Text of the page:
MCPS has also spent $2.5 million on architecture and design work for the Rock Creek Hills Park site that could not be recouped, Song said.
The earliest the school system would be able to open a B-CC Cluster middle school on a different site would be the 2021-2022 school year, board member Phil Kauffman said.
Both of these claims are highly doubtful. Moving a school from one location to another does not take three years. And the architectural and design work can be utilized at another site as well. And just a reminder: I previously reported that Walter Johnson HS is looking for an expansion, the design work was just commissioned this year, and MCPS is rushing to get the work done to include it in this year’s CIP. So I call bullshit on the “we can’t do anything for six years” argument.
And of course there’s the predictable NIMBY cow patty being flung around.
Rafe Peterson, a PTA representative for Rosemary Hills Elementary School, criticized neighbors arguing against the design.
“The voices of the NIMBY’s should not [drown] out the thousands of parents that support this school,” Peterson wrote. “There is no deal that can be cut that would make them happy and no way to appease them other than to move to another location. In any event, when you actually count their numbers they are a small minority. Our Cluster overwhelmingly supports this school.”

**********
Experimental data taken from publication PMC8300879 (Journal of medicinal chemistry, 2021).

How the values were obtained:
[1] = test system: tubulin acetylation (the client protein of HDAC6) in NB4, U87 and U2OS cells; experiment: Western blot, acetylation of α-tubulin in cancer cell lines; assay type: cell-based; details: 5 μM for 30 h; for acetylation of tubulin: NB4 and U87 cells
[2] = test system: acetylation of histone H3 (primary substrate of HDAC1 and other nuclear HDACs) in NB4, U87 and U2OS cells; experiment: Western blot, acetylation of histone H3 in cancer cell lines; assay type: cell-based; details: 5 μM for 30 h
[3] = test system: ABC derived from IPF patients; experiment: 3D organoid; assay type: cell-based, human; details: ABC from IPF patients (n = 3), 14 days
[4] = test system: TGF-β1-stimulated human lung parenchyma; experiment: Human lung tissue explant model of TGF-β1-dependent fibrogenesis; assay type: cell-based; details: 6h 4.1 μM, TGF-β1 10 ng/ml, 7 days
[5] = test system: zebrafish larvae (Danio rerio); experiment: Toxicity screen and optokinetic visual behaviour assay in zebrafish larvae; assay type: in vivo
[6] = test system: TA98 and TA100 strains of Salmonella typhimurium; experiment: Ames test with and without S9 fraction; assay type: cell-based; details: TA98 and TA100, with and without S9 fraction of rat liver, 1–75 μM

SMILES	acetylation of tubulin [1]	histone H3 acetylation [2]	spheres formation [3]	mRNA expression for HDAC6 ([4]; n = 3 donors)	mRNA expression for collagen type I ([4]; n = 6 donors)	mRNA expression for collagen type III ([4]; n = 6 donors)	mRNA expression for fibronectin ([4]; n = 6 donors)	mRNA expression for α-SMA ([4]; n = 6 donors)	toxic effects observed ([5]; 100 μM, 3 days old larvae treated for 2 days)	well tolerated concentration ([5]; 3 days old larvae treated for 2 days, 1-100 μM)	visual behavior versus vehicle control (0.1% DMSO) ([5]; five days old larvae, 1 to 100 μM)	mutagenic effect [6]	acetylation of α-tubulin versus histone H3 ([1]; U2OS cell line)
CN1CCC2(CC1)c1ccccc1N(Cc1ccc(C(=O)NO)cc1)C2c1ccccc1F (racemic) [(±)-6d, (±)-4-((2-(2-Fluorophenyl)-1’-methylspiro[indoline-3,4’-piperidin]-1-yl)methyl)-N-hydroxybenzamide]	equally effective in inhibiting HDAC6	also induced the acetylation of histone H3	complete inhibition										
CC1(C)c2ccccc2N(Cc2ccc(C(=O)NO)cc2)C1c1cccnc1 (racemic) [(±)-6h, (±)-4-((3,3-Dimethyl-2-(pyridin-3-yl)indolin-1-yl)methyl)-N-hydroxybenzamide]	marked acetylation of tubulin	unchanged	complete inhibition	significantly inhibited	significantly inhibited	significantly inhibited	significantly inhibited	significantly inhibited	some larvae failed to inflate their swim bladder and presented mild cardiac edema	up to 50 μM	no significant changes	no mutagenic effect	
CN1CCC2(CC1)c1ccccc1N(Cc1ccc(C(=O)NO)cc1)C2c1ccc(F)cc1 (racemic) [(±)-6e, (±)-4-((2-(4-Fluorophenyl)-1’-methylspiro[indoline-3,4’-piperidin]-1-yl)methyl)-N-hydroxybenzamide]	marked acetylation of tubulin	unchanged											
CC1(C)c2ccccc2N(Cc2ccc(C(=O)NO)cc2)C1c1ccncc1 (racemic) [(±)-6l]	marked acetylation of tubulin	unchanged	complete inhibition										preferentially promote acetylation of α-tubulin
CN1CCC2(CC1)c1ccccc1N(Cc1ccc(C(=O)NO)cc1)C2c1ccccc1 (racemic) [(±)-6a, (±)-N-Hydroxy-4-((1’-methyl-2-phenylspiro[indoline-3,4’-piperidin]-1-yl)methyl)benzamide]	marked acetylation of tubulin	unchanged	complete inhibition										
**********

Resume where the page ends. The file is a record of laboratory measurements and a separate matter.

Bottom line is this: the fact that this is about the BCC cluster, and the earlier story was about WJ, is not an accident. It’s become almost comical the lengths to which MCPS and the Board will go to keep up the firewall between the Bethesda/Potomac clusters and the Downcounty and Northeast Consortiums. The ultimate nightmare scenario can be summed up in three word: countywide boundary redraw. Commence freakout now.
In this regard, take a look at this list of middle schools, with current student population and capacity. There’s over 4,000 empty seats in existing middle schools, and MCPS wants to build a four story middle school with an expansion capacity of 1200 students when Westland, the sole existing BCC middle school, is only 157 students over capacity. And this new school, with potentially the third largest capacity in the county, will be on a 13 acre site in a park. Only five of 38 middle schools are on a smaller site. Not one of them has a capacity anywhere near the 1200 that the proposed new school will have.
One last point: when Pat O’Neill says this:
O’Neill pointed out that the school system already redid the site selection process once and that Rock Creek Hills Park was the choice of a group of residents, parents and county officials.
don’t buy the snake oil. I was a member of the Downcounty Comsortium base area committee back in 2003. A bunch of us suggested all kinds of things to MCPS at the outset, including but not limited to expansion of the consortium to include BCC and Walter Johnson. We were told in no uncertain teems that we were there to consider only one thing: base areas. Period. The outcome was predetermined.
Similarly, I would bet a dollar that the “site selection process” for this new school was similarly unipolar. Support Rock Creeek Park Hills, period. I would be very surprised if any other specific sites were even considered. It’s the MCPS way.